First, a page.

We have a completely enclosed curved 7 x 17ft bed that we would like to plant with groundcover to form curving rows that alternate different, contrasting plants. The idea is to have river rock flowing from a spilled’ pot surrounded by the rows of plants. Our plant selection is based on our location and is black scallop bugleweed and angelinas teacup sedum. My question is how to plant these in rows so that they won’t grow into each other. Will we have to use a divider between the plants to keep them separate and in their respective rows? Is there a better way to plant them?
Again, Thank you so much for your advice!
This is an interesting question because the reality is that most groundcovers want to grow out as they get established and so you are constantly working to keep them in check. Some groundcovers however are more polite than others.
The first recommendation is that you ensure that the groundcovers that you finally choose are not “invasive” or “rapid spreaders”. That will be a red flag that you will be fighting a loosing battle with the plant from the start. The groundcover ideally would be spread by runners (stolons) so you can see them spread and/or have a shallow root system.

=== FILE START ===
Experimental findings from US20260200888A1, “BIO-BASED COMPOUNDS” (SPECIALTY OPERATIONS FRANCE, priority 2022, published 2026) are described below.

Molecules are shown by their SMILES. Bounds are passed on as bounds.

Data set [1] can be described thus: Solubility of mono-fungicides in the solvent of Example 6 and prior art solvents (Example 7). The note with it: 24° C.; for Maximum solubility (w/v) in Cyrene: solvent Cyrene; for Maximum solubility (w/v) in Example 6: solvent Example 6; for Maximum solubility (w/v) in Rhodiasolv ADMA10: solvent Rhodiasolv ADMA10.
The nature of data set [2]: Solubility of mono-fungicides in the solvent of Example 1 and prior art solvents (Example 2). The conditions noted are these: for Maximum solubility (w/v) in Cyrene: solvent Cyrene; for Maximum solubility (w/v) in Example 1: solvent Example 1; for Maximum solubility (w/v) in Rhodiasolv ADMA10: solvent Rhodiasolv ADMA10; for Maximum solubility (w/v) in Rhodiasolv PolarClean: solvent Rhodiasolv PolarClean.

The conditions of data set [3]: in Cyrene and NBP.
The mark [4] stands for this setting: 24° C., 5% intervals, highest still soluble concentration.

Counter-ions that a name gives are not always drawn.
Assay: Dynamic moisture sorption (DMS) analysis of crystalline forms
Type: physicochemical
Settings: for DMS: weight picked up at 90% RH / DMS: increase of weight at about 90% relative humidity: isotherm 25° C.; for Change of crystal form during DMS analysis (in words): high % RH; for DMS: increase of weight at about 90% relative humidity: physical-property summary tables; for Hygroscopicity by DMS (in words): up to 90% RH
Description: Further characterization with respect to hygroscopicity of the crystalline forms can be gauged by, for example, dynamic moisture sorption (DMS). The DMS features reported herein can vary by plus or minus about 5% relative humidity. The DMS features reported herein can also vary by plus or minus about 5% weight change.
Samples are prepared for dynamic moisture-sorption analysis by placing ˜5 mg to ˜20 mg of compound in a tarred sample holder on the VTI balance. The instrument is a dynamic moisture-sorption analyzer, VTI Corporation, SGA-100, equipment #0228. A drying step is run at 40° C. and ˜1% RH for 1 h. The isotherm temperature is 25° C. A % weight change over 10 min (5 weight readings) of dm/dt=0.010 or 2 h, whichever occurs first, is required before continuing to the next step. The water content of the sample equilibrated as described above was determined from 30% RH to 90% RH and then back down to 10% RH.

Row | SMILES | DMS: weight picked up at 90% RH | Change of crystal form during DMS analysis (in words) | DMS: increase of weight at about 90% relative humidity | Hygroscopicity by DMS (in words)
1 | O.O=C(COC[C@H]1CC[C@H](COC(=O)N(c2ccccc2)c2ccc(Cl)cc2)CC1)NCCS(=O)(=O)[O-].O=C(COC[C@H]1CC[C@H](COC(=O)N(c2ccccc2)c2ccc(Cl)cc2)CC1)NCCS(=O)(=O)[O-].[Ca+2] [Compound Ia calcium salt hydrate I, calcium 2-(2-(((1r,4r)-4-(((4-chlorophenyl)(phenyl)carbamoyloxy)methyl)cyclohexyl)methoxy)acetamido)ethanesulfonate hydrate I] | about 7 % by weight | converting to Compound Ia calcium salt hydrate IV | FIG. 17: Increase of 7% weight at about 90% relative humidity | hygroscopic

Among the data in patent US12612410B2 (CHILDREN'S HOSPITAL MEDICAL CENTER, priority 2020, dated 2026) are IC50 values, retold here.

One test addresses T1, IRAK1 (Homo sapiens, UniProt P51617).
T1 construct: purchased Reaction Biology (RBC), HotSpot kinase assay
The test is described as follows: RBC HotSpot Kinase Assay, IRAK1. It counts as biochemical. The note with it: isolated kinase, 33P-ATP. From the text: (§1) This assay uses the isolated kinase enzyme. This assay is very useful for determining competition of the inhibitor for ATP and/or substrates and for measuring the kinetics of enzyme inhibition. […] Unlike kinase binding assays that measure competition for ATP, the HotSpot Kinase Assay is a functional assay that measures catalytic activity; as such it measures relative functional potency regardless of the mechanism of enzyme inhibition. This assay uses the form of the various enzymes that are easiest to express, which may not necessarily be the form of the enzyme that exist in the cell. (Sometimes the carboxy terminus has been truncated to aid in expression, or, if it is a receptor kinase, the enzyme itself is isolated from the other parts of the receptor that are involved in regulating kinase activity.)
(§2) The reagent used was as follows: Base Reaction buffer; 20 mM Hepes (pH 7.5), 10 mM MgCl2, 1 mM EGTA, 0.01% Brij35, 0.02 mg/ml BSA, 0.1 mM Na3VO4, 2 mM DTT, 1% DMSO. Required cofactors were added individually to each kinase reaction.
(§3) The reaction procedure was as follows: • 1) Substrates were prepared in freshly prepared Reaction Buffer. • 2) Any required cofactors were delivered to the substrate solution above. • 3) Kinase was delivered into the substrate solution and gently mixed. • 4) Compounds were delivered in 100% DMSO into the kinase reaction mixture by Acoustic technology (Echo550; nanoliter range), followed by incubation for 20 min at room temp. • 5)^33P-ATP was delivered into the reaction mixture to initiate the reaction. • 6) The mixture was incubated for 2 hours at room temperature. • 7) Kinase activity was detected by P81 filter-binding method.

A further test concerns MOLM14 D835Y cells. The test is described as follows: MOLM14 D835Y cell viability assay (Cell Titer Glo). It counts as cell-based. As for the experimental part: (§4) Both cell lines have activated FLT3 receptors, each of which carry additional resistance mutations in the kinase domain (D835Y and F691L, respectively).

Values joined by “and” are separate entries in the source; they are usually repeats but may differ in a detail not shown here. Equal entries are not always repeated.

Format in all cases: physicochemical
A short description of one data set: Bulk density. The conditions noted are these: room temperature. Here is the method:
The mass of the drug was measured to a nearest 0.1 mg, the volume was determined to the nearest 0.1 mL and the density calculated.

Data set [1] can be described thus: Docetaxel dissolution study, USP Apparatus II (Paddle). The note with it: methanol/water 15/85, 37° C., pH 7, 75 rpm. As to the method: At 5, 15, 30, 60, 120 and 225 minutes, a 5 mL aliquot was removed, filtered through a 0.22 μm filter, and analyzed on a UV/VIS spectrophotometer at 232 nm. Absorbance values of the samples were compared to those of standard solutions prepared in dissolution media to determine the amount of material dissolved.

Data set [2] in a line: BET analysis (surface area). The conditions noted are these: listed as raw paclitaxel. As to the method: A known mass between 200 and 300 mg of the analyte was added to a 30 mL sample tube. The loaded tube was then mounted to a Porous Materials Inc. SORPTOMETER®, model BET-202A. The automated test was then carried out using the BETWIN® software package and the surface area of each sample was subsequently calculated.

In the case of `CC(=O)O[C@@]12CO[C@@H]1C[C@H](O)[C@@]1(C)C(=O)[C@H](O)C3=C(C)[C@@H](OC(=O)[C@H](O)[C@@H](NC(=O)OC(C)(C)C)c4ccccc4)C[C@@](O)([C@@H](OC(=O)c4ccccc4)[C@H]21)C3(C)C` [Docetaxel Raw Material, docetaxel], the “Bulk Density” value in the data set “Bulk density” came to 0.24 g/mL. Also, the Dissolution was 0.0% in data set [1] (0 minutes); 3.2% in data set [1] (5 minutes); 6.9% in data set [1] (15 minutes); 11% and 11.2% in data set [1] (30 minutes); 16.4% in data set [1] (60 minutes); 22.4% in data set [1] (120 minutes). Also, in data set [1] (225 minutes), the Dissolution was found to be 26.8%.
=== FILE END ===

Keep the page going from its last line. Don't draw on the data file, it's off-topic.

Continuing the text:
How the groundcover spreads will dictate how you keep them separate. If the plant reproduces by roots or rhizomes, you will need to install a root barrier that will be deep enough so that the roots won’t slip under the barrier or a trench that will be deep and wide enough to keep the roots at bay. If they spread by runners (stolons) you will need to remove the runners as they move into the adjacent area. Like all gardening, some remedial removal of errant plants will be required.
You might also consider using a native or non-invasive ground cover. There is a very good guide to alternatives to invasive plants published by the Ontario Invasive Plant Council, which is a great starting point. It contains examples of ground covers for a range of shade and sun conditions: https://www.ontarioinvasiveplants.ca/resources/grow-me-instead/